TRANSROMANICA - The Romanesque Routes of European Heritage
Certified "Cultural Route of the Council of Europe" in 2007
Around the year 1000, artists from all over Europe were inspired by the Roman and early Christian tradition, giving birth to a unique architectural style: the Romanesque. The Romanesque style incorporated local myths and legends to reinvent old traditions, thus reflecting the specific geographic characteristics of each region of medieval Europe over a period of 300 years.
The main characteristics of Romanesque architecture are the use of round arches, thick walls with small windows, cubiform capitals and symmetrical plans, which combine to give a harmonious appearance of simplicity. Magnificent cathedrals, peaceful monasteries and beautiful churches, dating from medieval times, can all be found along the TRANSROMANICA Cultural Route. This unique association of regional styles makes it possible to experience a variety of cultures, ranging from the Byzantine to the Western styles, including the influences of French and Mudéjar architecture and those of the successive Gothic style.
Travellers taking the TRANSROMANICA route follow a trail of highly impressive Romanesque monuments, many of which are UNESCO World Heritage sites, located in eight countries between the Baltic Sea and the Mediterranean. In addition, each TRANSROMANICA region offers unique cultural highlights, culinary treats and numerous events, set in scenic landscapes. A journey along the Romanesque Routes of European Heritage also entails walking in the footsteps of important historical figures, such as Otto the Great, Martin Luther, Matilda of Canossa, St. James of Compostela and many other emperors and spiritual leaders.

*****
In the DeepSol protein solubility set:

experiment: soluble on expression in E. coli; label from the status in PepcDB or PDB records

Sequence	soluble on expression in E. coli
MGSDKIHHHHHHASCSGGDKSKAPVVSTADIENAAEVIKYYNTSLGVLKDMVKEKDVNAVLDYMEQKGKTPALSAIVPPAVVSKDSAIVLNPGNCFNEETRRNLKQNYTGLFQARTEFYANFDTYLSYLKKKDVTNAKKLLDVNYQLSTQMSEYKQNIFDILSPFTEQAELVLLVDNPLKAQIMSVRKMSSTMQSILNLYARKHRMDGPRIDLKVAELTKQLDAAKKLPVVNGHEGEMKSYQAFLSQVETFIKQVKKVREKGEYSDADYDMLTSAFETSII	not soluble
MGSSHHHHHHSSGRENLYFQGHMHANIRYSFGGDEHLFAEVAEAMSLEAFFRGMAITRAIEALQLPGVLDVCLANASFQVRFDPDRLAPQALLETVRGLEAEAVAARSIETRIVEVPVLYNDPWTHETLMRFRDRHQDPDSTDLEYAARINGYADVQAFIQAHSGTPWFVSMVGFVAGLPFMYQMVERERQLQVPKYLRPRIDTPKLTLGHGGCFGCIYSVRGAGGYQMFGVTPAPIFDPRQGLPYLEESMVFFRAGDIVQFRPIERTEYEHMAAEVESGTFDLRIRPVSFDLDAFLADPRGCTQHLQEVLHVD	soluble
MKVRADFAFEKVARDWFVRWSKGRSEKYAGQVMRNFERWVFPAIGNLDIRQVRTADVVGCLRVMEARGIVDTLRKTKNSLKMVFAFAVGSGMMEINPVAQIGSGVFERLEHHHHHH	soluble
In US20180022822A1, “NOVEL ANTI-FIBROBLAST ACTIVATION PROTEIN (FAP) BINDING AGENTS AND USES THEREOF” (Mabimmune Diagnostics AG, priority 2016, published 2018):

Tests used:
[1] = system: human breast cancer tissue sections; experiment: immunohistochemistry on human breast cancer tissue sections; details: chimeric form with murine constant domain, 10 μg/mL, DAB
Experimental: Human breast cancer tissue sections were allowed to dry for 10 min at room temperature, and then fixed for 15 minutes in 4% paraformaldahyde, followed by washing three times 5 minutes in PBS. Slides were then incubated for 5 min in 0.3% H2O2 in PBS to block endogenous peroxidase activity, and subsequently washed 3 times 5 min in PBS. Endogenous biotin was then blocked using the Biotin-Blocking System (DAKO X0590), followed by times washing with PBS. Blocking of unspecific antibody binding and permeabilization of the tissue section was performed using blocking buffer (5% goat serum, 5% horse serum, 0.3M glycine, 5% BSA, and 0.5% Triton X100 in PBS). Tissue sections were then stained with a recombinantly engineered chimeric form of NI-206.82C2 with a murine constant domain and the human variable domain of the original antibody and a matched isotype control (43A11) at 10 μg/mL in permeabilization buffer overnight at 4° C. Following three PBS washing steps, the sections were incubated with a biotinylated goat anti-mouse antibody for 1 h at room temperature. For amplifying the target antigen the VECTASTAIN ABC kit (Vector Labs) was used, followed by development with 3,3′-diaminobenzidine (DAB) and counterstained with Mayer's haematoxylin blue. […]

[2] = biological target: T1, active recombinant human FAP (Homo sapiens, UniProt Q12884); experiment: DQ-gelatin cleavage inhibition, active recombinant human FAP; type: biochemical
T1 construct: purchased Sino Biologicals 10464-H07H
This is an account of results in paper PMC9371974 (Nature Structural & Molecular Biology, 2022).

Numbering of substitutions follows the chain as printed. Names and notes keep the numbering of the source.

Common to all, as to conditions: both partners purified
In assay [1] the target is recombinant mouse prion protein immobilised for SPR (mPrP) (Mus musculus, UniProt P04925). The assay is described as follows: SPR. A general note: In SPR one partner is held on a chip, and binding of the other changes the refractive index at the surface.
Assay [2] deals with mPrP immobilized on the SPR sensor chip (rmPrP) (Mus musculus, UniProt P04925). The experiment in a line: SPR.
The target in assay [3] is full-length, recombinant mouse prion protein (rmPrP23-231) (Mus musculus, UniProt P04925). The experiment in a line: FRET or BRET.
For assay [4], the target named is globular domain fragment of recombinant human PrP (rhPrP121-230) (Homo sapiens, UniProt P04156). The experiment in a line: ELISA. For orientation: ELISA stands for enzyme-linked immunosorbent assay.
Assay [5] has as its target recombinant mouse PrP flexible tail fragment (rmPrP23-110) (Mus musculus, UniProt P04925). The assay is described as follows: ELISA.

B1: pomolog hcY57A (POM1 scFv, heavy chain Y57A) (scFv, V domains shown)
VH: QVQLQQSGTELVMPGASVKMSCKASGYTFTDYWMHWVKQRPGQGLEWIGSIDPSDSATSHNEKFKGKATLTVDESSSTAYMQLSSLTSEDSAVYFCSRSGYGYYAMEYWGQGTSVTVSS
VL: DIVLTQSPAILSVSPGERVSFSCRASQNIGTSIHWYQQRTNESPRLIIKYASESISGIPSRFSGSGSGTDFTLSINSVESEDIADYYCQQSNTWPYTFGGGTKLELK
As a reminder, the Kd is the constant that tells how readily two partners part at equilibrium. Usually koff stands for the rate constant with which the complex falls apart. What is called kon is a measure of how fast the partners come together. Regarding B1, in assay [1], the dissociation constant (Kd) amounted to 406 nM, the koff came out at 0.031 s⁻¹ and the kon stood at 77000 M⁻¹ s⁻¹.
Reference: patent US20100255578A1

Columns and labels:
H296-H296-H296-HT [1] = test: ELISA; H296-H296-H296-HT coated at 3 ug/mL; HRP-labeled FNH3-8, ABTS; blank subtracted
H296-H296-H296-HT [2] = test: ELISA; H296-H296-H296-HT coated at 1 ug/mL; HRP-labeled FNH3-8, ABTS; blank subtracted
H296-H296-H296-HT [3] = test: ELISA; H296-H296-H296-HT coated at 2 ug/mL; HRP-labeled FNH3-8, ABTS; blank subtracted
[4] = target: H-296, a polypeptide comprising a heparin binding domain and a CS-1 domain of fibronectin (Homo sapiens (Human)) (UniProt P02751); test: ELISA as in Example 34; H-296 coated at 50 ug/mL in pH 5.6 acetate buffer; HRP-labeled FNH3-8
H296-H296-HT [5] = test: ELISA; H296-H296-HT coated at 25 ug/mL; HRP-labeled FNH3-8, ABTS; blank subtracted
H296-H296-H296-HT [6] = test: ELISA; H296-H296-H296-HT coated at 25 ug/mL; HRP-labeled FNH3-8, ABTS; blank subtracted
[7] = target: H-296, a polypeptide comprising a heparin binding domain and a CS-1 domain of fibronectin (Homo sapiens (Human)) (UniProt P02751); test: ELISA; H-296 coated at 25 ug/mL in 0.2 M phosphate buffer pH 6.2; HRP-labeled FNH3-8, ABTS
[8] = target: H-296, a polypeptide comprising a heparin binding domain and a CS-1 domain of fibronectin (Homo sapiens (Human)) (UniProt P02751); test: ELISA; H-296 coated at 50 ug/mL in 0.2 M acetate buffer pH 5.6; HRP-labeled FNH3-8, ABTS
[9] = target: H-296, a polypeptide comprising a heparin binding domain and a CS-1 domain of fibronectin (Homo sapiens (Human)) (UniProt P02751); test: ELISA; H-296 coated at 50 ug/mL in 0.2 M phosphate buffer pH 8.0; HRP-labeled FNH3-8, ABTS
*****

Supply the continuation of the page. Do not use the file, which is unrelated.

Council of Europe values
Despite the difficulties involved in travelling, medieval Europeans were extremely mobile, with thousands of travellers journeying by water and land, most of the time on foot. As a result of these movements, a common way of thinking and shared values became manifest in architecture and, specifically, in the cathedrals that were the focus of urban life. The Romanesque style thus became the first common language of the old continent. This ‘first’ Europe, dating back to the Middle Ages, incorporated values which still unite the continent today: diversity and understanding between civilisations.